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Mobile banking in America creates a big debate

CNBC in the USA
ran a report at the end of June on mobile banking.  The report is
interesting as 2007 is definitely the year of the mobile phone, or
cellphone if you’re American, with Bank of America, Citibank, Wachovia,
Washington Mutual, Wells Fargo, and ING Direct all launching mobile
bank services.  The mobile service allows folks to transfer funds,
check balances, make bill payments, and look up branch locations.

nothing too radical there although it intrigues me that the US banks,
which are meant to be behind on mobile banking, are actually launching
these services ahead of some European banks.  For example, put the
search "Mobile" into Natwest’s website and what comes back?  The Mobile Banking Service … a bus that goes around Wales, Cumbria, Devon and Cornwall with a teller inside.  Whoopee-doo.

Nevertheless, the really interesting outcome of CNBC’s news report is this conversation at Slashdot, where US consumers leave their reactions to the wonderful news that they’re going to get mobile bank services.

Here’s a selection of a few of the comments:

"I can see the appeal of something like this if it’s handled well and securely." Mobile Tatsu

"I think it’s a smarter way." FBJon

"Did any of these banks actually do any analysis of the security of cell phone  data?" Whuffo

"When is the last time that a major company put security ahead of profits?" Ushering

"USA is a backwater for mobile technologies…" Anonymous Coward

isn’t anything new. It’s just being passed as news as the big banks now
realize that enough of their market base is technologically adept and
accepting of having this kind of banking access available."  Radon360

"My phone is not an ATM, why are they trying to make it like one?" Eggman

"Does this mean that I can recharge my bank account by plugging my phone into a  wall outlet." Dsgrntlxmply

"Sweet, now I can see how little money I have no matter where I am!" Botkiller

and many more with probably my favourite being KakofB’s, "It’s all about being a space cyborg from the future." 

also a long list of non-US entries about how great mobile phone
services are in Denmark, Finland, India, South Africa, Brazil,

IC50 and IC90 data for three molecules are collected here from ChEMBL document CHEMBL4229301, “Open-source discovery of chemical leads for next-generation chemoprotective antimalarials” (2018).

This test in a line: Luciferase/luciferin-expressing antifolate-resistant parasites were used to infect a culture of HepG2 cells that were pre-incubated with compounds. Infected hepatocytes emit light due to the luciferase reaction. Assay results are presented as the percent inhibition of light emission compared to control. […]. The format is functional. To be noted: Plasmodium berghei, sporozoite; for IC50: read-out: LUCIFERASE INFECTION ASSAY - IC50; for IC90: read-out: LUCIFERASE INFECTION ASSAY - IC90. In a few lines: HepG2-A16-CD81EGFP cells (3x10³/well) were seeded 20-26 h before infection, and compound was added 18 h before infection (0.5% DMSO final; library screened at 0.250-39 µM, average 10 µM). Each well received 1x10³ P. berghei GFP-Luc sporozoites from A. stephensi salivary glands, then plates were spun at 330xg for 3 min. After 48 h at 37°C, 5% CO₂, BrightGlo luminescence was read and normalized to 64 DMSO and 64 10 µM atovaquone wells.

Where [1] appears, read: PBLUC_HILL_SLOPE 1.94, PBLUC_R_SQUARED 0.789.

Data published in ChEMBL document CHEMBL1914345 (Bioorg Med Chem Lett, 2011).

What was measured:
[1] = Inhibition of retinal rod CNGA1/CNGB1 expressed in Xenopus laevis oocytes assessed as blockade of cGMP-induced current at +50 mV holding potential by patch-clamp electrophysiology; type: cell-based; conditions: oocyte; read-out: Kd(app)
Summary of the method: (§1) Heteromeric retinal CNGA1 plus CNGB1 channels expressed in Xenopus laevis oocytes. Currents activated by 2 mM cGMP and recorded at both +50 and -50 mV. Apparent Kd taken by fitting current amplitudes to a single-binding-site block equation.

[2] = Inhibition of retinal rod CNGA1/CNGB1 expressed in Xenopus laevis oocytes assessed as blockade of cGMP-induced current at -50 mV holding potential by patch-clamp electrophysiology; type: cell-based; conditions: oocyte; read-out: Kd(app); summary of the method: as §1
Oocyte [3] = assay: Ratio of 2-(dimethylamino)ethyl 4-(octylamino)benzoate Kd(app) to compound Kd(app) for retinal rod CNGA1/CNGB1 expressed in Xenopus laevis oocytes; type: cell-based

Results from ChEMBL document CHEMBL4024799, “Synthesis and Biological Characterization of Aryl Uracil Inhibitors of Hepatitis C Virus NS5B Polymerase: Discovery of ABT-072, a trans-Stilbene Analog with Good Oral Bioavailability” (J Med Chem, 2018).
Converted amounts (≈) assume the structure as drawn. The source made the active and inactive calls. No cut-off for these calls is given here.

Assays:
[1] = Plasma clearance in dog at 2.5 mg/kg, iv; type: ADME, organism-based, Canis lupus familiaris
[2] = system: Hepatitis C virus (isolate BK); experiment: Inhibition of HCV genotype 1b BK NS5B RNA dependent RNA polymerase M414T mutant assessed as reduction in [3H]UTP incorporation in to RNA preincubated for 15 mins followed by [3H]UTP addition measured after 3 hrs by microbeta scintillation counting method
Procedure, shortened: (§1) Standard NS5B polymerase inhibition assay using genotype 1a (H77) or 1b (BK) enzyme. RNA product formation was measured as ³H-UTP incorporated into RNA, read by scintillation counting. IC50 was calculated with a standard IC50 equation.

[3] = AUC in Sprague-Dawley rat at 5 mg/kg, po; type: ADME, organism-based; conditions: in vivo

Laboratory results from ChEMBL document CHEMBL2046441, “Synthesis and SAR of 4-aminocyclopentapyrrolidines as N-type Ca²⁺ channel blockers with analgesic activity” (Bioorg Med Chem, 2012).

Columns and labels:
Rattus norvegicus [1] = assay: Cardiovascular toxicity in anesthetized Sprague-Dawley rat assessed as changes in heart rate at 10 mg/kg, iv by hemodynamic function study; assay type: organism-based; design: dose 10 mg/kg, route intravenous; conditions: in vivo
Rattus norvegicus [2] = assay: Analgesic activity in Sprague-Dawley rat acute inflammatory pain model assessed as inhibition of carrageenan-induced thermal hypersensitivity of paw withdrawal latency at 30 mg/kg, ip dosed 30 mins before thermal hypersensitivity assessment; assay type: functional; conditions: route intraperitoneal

Argentina and even Belgium :-), although the most interesting comment
maybe comes from JSHurst:

"I’m a developer for one of the larger
US banks and am currently in the pilot for the mobile personal banking
rollout … this is actually my employer’s second rollout of personal
mobile banking. They were the first major bank to offer mobile services
(over a decade ago) but canceled the program because of lack of
interest. Perhaps features looming on the horizon like ‘contact-less
payments’ will draw more attention, but the response amongst most my
coworkers on the pilot has been pretty ho-hum: kind of neat, but I
don’t think I’d use it very often."

This comment begs the question as to whether we’re developing technology for our own sakes or our customers or our competitors? 

own view is that banks need to roll-out mobile banking services as
mobile telephony is now ubiquitous and pervasive.  Soon, my mobile will
be as powerful if not more so than my laptop. 

So, if you think
you can ignore mobile banking, then you might as well ignore the
internet as the two today are pretty much one and the same.


About Chris M Skinner

Chris Skinner is best known as an independent commentator on the financial markets through his blog, TheFinanser.com, as author of the bestselling book Digital Bank, and Chair of the European networking forum the Financial Services Club. He has been voted one of the most influential people in banking by The Financial Brand (as well as one of the best blogs), a FinTech Titan (Next Bank), one of the Fintech Leaders you need to follow (City AM, Deluxe and Jax Finance), as well as one of the Top 40 most influential people in financial technology by the Wall Street Journal’s Financial News. To learn more click here...

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